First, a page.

NRPLUS MEMBER ARTICLE S ome horrified conservatives dismiss California as the progressive dystopia, bound for bankruptcy and, let’s hope, growing irrelevance. Progressives, for their part, hail the Golden State as the avatar of a better future, the role model for a new, more environmentally friendly and socially just economic order. They often dismiss critiques as conservative misinformation.
Yet California is not doomed, at least in the near term, nor is it anything like a model of social democracy. As long as its tech oligarchs produce enormous profits and generate wealth, California remains fiscally flush for the near term, and the evolving economy, long on digitization and constant entertainment, works to the state’s historic strengths. Key industries such as space and biomedical research also offer promise.
The big problem with the California model is that it does not work for most Californians, who suffer from the highest poverty rate (cost of living adjusted) in the country. Despite being home to three of the nation’s four most expensive housing markets, California has among the lowest cost-adjusted median income of any state, as demographer Wendell Cox notes. Although not particularly hard hit by pandemic fatalities, California continues to recover more slowly than the rest of the states and now suffers the highest unemployment rate in the country — including nine of the 16 metros with the greatest joblessness. Even as the tech oligarchy has reaped record profits and expanded its wealth to unprecedented levels, California ranks as the second-worst place to find a job of all the states. Thank God for Hawaii!
A New Economic Model?
Flush from his recall triumph, Governor Gavin Newsom, along with the legislature, seems determined to double down on his attempt to shape California as the model for the progressive future. He claims that our state is “the envy of the world” and the model of social justice. “Unlike the Washington plutocracy,” he boasts, “California isn’t satisfied serving a powerful few on one side of the velvet rope.”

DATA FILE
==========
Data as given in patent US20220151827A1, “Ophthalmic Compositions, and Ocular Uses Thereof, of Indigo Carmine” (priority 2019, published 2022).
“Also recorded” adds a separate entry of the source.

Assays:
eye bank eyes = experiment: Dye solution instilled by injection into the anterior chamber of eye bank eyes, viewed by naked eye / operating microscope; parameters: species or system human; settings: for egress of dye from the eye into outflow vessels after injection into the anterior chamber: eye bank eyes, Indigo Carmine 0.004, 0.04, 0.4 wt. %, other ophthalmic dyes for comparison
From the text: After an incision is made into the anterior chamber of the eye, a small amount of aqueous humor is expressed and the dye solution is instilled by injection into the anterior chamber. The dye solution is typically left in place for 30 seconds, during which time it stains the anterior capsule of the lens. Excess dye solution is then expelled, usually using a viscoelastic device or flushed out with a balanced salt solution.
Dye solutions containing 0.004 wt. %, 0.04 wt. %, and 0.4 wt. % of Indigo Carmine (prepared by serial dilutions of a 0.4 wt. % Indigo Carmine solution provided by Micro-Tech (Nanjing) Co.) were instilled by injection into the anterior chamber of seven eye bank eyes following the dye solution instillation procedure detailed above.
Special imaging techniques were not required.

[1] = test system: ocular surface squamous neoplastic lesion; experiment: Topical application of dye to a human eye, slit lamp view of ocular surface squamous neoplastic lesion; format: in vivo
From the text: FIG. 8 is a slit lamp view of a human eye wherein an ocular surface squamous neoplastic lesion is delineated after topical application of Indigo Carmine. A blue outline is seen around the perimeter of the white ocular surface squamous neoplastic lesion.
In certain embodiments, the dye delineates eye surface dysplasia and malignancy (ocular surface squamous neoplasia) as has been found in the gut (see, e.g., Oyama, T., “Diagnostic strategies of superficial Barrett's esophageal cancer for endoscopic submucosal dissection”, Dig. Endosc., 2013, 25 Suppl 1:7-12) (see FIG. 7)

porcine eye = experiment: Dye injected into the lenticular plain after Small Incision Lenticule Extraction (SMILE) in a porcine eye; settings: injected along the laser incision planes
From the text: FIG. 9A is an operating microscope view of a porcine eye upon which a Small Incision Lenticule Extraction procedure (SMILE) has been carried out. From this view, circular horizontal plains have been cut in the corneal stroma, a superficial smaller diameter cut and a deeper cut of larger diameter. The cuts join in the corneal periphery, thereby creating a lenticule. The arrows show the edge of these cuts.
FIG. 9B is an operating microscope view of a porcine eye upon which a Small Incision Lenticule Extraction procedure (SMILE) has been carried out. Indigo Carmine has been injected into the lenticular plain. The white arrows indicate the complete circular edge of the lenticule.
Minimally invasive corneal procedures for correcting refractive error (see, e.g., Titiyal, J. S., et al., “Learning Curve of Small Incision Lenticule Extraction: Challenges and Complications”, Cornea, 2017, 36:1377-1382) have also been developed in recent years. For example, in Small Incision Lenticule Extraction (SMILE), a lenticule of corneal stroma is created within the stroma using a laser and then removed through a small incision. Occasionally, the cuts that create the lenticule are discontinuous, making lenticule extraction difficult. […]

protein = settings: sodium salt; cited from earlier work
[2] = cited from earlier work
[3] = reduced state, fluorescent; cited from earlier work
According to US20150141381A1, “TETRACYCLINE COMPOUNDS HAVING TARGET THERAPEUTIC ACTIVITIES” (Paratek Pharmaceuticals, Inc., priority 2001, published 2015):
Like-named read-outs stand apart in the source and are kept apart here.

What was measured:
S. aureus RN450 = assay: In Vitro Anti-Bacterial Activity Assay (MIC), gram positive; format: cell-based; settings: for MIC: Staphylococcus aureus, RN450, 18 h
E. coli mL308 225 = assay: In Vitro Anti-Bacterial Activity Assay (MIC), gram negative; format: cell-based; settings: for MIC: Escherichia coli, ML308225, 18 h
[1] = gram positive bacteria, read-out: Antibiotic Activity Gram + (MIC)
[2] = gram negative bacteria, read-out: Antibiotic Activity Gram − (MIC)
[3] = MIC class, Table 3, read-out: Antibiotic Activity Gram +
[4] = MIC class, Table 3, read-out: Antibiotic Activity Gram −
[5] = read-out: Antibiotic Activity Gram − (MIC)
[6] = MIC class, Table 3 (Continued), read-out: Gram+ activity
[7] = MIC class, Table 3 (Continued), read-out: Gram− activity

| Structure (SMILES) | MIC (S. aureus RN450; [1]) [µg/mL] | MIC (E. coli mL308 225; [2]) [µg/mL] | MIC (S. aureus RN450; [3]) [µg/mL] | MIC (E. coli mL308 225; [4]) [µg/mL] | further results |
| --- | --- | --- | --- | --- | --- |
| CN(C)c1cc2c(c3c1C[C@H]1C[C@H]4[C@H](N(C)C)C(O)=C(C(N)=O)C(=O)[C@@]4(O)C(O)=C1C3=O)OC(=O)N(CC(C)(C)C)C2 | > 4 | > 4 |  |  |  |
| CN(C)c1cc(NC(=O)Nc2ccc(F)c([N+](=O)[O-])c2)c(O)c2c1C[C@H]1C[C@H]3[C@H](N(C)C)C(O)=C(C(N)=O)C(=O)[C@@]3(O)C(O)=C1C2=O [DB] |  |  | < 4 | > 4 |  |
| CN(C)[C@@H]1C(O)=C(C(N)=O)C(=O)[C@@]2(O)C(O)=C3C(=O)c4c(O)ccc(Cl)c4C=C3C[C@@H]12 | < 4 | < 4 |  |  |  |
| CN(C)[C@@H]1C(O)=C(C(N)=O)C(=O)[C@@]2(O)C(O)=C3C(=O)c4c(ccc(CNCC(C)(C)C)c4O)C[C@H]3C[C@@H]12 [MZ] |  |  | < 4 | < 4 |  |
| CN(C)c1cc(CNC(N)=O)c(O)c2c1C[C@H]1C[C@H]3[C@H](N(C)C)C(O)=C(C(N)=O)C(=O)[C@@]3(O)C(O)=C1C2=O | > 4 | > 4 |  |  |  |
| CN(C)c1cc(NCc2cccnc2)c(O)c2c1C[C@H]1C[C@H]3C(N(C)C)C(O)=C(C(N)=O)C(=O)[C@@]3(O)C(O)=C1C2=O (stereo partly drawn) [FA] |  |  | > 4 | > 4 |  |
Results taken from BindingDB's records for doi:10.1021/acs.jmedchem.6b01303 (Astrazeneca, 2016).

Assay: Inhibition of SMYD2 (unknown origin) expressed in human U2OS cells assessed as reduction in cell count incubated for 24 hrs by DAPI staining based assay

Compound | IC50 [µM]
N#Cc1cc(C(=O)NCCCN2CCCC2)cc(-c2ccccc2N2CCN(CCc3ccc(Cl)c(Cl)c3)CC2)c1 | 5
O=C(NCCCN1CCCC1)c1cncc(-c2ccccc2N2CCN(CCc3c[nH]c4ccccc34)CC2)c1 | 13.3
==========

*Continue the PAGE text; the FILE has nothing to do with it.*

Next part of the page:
We can see, in aggregate numbers, some justification for crowing. A writer at Bloomberg claims that the state has “the best economy” in the world, pointing to the bloated stock prices of the major tech firms, soaring home values, and the enormous wealth creation accruing to a relative handful. Other writers insist that California will continue to dominate most of its key industries, owing to its innovation and capital resources.
Yet it’s time now to see what California’s “success” is all about. It reflects a new kind of economy — dominated by a few large companies, with an elite workforce, a large service class, and a population increasingly dependent on wealth redistribution. This emerging oligarchic regime, however progressive it likes to label itself, is more feudal than egalitarian, more hierarchical than competitive, financed largely by the same tech giants who help fund Newsom’s successful defeat of the recall.
For most, the reality on the ground is increasingly challenging. The state is now the second-most unaffordable state for home-buyers, a particular challenge for Millennials, and it suffers the highest rate of “doubling up” — only our friend Hawaii does worse. California has the largest gap between middle and upper wage quartiles in the nation, and it has a level of inequality greater than that of Mexico and closer to that of Central American countries such as Guatemala and Honduras than to such “progressive” developed counties as Canada and Norway. According to the state Legislative Analyst’s Office, 20 percent of state wealth is held within 30 zip codes that account for just 2 percent of the population. Less than 33 percent of state wealth is held within 1,350 zip codes that house 75 percent of Californians.
A Changed Economy
California’s inegalitarian reality reflects the decline of what was once a remarkably diverse, job-rich economy. Key sectors included aerospace, oil, trade, manufacturing, business services, agriculture, as well as software and media. But according to new research from Chapman University’s Marshall Toplansky and Ken Murphy of UC-Irvine, California ‘s rate of job creation over the past three decades has been far below that of key competitors such as Texas, Arizona, Florida, Washington, Nevada, and Colorado.